Want to discuss the societal, ethical, and regulatory challenges associated with CRISPR and other genetic technologies? Come to a BERGIT meeting!
The Berkeley Ethics and Regulation Group for Innovative Technologies (BERGIT) is an ideas exchange and a meeting ground for collaborations across disciplines to integrate ethics, regulation, and policy with science. Our goal is to provide space for discussion, facilitate opportunities, and instigate a proactive cultural shift in responsible innovation. BERGIT is hosted by the Innovative Genomics Institute and led by an interdisciplinary team with expertise in Ethics, Law, and Molecular Biology. Participants come from institutions around the SF Bay Area and beyond.
Please join our email list to hear about future meetings.
Date: Roughly three times a semester (see Upcoming Meetings below for dates)
Time: 12:00 – 2:00 pm Pacific Time with lunch served at 12 (RSVP required)
Location: Innovative Genomics Institute Building, Room 115 (unless otherwise specified)
Remote Access: Contact firstname.lastname@example.org for access to remote participation information.
Note: IGIB requires card key access, but someone should be there to let you in. The seminar room is on the first floor with windows facing the front door of the building. If you are unable to enter, please grab the attention of someone in the room to let you in.
This semester we will explore the forces that shape the translation of human genetic technologies and the ethical challenges they create by looking at examples of past, current, and future uses of genetic and biomedical technologies. The landscape of incentives and drivers includes everything from altruism and the public good, to military and geopolitical drivers, to commercial and market forces. By looking at case studies through the lens of incentives, we will ask what do these examples suggest about the future of genetic applications and what incentives or guard rails will need to be in place to promote responsible translation?
Unproven stem cell clinics: a crystal ball for gene therapies?
Over the past two decades, stem cell research has made huge advancements in our understanding of cellular differentiation, human development, and the biological basis for many diseases. But with this research has come an abundance of hype and hope for clinically translated therapies, and at its worst, has led to the creation of hundreds of for-profit clinics selling unsubstantiated and unapproved stem cell treatments for just about anything that ails you. Contrary to what the growth of this business might suggest, it remains illegal to market cell therapies that haven't been approved by the FDA.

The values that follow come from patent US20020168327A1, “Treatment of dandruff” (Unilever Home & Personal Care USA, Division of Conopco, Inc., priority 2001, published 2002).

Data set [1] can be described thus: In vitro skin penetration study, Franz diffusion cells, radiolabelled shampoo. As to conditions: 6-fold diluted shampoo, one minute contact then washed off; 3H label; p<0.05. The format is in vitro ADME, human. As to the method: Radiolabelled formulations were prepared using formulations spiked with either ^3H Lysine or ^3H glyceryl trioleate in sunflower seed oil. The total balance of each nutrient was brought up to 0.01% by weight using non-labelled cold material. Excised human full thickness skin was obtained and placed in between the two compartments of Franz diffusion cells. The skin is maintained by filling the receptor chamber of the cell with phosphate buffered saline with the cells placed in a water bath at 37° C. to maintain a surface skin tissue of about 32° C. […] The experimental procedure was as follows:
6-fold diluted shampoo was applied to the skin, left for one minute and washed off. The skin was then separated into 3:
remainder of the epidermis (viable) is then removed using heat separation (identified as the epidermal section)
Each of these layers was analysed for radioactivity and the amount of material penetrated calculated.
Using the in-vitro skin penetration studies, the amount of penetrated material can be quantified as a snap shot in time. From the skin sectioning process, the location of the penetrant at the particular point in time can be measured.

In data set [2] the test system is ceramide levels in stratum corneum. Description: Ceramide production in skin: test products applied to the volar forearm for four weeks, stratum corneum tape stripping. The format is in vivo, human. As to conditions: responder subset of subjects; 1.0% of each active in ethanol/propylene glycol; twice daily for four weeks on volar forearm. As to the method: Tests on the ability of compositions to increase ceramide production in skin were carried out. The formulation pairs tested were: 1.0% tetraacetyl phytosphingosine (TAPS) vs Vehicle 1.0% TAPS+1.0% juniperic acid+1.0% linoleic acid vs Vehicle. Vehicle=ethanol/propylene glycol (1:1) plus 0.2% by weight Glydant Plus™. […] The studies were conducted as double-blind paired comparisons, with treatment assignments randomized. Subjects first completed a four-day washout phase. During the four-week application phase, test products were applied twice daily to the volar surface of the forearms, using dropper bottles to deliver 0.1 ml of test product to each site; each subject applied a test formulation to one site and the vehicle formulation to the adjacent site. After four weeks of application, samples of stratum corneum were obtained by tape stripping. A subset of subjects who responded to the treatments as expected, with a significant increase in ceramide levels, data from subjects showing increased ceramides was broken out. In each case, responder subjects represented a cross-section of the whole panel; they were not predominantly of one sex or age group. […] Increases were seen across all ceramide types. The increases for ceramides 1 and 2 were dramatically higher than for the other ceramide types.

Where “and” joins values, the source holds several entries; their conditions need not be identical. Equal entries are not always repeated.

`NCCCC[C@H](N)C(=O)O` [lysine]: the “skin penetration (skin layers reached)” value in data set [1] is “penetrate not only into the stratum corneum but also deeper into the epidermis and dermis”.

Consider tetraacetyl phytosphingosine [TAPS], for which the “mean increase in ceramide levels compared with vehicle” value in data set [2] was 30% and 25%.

In this BERGIT meeting we will ask, what can we learn from the history of rogue stem cell clinics in the US? What contributed to the creation of commercial stem cell clinics peddling unsubstantiated claims? Are there attributes of genome editing technologies that may predict a similar future? Or protect against one? What are the regulatory and enforcement limits that contribute to these negative outcomes? And perhaps most critically, how can the genome editing field guard against a similar future?
Genomic predictors: there's an app for that
The wealth of information contained in our genetic code has led to leaps in the diagnosis and treatment of disease. But in addition to regulated medical uses, commercial applications have sparked the curiosity of the public for everything from learning about your genetic predispositions to identifying your ancestral roots, to dating and dieting advice. In this meeting, we will build on the last meeting's themes of overinterpretation and overpromising, and examine case studies of commercially-driven phenotypic prediction where regulation is sparse and market incentives are high. What can these case studies tell us about what responsible entrepreneurship in genomic prediction looks like, and how can we apply it in our own work?
Genomic predictors and political uses
With reports of sequencing at the US border and uses to identify groups of interest to governments, it is clear that drivers of translation can move beyond commercial or biomedical applications and include political motivations. In this meeting, we will examine case studies of government uses of genetic technologies, and discuss policy implications.
Archives of past meetings can be found here.
Read the blog post from last semester's meeting on paying for CRISPR cures!
Paying for CRISPR cures
October 23rd, 2019
With the announcement of a $1.8M price tag for Bluebird Bio's gene therapy treatment for beta-thalassemia, the latest in a string of shocking prices assigned to new gene therapies, concerns mount over prospects for the affordability of CRISPR therapies. This BERGIT meeting examined the question of price and accessibility from three experts in diverse fields.
We strive to make our events accessible and inclusive. The Innovative Genomics Institute Building is ADA accessible, and has a lactation room that visitors can use. For disability accommodation information and requests and/or access to the lactation room, please contact Kristy Nordahl at email@example.com or 510-664-7110.